Malachi’s post and beam structure boasts of four very large rooms on each floor as well as spacious hallways and seven large fireplaces. It remained a comfortable, private home for about 20 years and then, because of the size of its rooms and the demand of the times, it became a stagecoach stop and tavern. “Hap” Knowles made it clear that the function of a tavern in the colonial period was a great deal more than what the term implies today. He indicated that it was a welcome stop for weary travelers and a place to get fresh horses. While serving as the equivalent of our hotels and restaurants of today, it also functioned as a meeting place for town officials and a gathering place for the citizens of the area.

“In order to run a tavern, a man had to have a very good reputation and be a man of quality,” Knowles stated.

While the Rhodes family kept actual ownership of the house until 1838, the Carders, who were related, ran the tavern in Revolutionary times. The Carders were considered to be “men of quality.” They could trace their ancestry back to Richard Carder, one of the men who accompanied Samuel Gorton to Shawomet in 1643. Ironically, Carder, along with Gorton, Wickes and other settlers in Shawomet, was arrested and imprisoned by the Massachusetts Bay colony because Arnold and “the Pawtuxet men” placed themselves under the jurisdiction of the bay colony. Years later, the Carders, the Arnolds and the Rhodeses intermarried, and the Carders came into the possession of the house.

The Carder Tavern today presents a very pleasant addition to the charm of Pawtuxet Village and also serves as a good visual reminder of many of the significant events that took place in and around Pawtuxet in the late colonial period. The most dramatic of these events was the burning of the Gaspee, which took place at nearby Namquit Point (now Gaspee Point) in June 1772. Form the Carder Tavern it was only minutes to Stillhouse Wharf. It was here that Abraham Whipple and the crew that burned the Gaspee took their British prisoners. The light form the flames of the Gaspee illuminated the Carder house and, it has been said, Dr. John Mawney, the man who tended the wounded Gaspee commander, Lt. William Duddingston, was summoned from the tavern. The significance of the event, called “the first act of violence in the American Revolution,” had far-reaching effects. As Knowles pointed out, “This action prompted the formation of a committee of correspondence which, in turn, became the Continental Congress and a nation was born as a result.”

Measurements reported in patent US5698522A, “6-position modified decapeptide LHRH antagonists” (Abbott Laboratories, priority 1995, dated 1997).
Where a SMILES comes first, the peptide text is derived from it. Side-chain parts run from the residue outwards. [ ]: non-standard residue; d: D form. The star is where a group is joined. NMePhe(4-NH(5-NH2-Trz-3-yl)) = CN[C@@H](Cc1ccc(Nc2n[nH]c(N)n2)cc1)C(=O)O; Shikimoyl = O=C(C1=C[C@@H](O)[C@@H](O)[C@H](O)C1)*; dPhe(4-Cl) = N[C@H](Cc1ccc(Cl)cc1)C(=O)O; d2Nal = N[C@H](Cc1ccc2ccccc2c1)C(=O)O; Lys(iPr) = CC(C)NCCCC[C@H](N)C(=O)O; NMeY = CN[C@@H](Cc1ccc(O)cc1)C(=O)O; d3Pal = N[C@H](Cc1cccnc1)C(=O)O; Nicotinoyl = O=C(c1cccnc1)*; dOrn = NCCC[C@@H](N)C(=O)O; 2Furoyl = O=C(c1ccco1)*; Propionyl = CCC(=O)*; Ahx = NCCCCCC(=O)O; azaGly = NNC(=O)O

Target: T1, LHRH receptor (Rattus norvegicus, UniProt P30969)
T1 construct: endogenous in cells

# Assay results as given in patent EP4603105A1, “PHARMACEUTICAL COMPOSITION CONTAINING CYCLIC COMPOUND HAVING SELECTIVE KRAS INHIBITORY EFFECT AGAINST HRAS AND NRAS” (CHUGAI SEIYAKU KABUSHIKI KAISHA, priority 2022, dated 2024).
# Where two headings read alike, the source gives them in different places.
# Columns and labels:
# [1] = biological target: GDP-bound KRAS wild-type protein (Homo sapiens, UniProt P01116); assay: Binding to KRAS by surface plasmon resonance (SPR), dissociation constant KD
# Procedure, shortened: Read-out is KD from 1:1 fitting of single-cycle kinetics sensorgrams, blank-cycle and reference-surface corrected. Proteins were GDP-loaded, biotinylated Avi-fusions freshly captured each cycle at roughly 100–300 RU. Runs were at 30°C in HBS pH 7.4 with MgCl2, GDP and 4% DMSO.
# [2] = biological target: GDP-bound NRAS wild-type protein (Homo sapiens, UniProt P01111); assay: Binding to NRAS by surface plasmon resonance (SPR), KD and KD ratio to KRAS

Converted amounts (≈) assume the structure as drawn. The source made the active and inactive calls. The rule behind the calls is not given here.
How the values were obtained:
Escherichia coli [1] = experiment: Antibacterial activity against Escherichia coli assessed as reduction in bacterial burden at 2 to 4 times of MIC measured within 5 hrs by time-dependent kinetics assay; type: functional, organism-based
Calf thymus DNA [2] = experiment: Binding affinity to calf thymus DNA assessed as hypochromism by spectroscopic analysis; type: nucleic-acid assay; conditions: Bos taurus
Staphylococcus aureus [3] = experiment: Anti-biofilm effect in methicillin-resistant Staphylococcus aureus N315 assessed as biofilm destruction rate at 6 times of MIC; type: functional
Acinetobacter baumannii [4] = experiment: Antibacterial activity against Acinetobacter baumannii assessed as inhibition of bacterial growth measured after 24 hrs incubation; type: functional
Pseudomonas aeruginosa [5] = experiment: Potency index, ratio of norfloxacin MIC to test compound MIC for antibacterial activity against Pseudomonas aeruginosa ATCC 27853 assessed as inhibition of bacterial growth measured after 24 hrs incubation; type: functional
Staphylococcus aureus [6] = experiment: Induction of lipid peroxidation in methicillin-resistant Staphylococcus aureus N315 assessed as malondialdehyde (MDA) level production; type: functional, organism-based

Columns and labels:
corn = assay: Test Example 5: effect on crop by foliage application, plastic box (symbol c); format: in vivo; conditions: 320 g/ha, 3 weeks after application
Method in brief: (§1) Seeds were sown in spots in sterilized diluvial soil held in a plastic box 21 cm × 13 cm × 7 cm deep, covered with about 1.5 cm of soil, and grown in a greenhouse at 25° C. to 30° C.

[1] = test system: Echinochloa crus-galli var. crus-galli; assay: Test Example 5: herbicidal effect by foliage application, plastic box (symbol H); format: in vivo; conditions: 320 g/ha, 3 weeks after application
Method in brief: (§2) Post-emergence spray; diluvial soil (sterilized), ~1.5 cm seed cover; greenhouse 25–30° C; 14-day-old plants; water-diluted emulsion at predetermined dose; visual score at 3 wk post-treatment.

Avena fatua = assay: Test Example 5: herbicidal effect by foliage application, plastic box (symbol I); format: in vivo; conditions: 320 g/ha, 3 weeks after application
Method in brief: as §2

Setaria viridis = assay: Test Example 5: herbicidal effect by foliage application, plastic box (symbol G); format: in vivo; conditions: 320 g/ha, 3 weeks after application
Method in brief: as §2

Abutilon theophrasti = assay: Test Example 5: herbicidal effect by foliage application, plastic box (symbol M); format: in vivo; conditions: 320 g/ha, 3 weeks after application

The tavern played host in the years that followed to important events and significant people. After the Battle of Saratoga in October 1777, a group of Pawtuxet Rangers, Knowles asserted, decided to pay an impromptu visit to their wives and sweethearts as they had been away form home for a long while. The Rangers had hoped to take part in an action that would have driven the British form Newport, but Washington, if Knowles’ assumptions are correct, sent them to New York to help stop General Burgoyne and his large army of British regulars.

The story of the Carder Tavern will be continued.


You must be logged in to post a comment. Click here to log in.
Welcome to RIjobs.com
Copyright © 2014, Beacon Communications. Powered by: Creative Circle Advertising Solutions, Inc.